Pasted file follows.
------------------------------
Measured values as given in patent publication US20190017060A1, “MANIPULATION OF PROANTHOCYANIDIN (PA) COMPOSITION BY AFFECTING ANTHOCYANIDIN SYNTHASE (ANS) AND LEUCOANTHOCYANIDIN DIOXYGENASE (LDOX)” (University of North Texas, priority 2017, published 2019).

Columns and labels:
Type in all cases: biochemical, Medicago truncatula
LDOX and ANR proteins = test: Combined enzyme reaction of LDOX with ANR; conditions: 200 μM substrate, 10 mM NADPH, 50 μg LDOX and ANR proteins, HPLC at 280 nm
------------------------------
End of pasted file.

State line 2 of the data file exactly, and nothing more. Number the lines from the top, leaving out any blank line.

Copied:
Columns and labels: